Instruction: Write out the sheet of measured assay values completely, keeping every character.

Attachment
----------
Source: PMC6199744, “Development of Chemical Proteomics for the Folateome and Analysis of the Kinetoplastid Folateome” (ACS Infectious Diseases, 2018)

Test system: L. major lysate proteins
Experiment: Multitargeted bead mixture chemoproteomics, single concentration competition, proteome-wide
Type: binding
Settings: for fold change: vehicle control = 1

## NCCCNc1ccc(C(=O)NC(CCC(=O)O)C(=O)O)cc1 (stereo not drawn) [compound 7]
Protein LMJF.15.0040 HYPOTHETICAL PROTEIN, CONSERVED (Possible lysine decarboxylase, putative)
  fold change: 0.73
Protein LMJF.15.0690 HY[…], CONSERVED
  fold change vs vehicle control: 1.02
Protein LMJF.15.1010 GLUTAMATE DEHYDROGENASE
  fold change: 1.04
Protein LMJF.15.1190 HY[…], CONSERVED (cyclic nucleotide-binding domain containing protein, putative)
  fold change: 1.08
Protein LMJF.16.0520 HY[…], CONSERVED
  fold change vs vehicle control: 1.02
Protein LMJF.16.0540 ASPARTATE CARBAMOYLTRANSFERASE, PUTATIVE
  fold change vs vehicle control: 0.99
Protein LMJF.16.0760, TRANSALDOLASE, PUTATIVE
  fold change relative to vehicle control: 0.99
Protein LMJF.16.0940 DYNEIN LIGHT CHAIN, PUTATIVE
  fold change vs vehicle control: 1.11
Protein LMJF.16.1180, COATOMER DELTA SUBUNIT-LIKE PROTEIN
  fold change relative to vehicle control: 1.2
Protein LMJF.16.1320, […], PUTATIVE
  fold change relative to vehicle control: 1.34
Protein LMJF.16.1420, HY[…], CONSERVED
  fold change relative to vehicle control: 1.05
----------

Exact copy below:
Source: PMC6199744, “Development of Chemical Proteomics for the Folateome and Analysis of the Kinetoplastid Folateome” (ACS Infectious Diseases, 2018)

Test system: L. major lysate proteins
Experiment: Multitargeted bead mixture chemoproteomics, single concentration competition, proteome-wide
Type: binding
Settings: for fold change: vehicle control = 1

## NCCCNc1ccc(C(=O)NC(CCC(=O)O)C(=O)O)cc1 (stereo not drawn) [compound 7]
Protein LMJF.15.0040 HYPOTHETICAL PROTEIN, CONSERVED (Possible lysine decarboxylase, putative)
  fold change: 0.73
Protein LMJF.15.0690 HY[…], CONSERVED
  fold change vs vehicle control: 1.02
Protein LMJF.15.1010 GLUTAMATE DEHYDROGENASE
  fold change: 1.04
Protein LMJF.15.1190 HY[…], CONSERVED (cyclic nucleotide-binding domain containing protein, putative)
  fold change: 1.08
Protein LMJF.16.0520 HY[…], CONSERVED
  fold change vs vehicle control: 1.02
Protein LMJF.16.0540 ASPARTATE CARBAMOYLTRANSFERASE, PUTATIVE
  fold change vs vehicle control: 0.99
Protein LMJF.16.0760, TRANSALDOLASE, PUTATIVE
  fold change relative to vehicle control: 0.99
Protein LMJF.16.0940 DYNEIN LIGHT CHAIN, PUTATIVE
  fold change vs vehicle control: 1.11
Protein LMJF.16.1180, COATOMER DELTA SUBUNIT-LIKE PROTEIN
  fold change relative to vehicle control: 1.2
Protein LMJF.16.1320, […], PUTATIVE
  fold change relative to vehicle control: 1.34
Protein LMJF.16.1420, HY[…], CONSERVED
  fold change relative to vehicle control: 1.05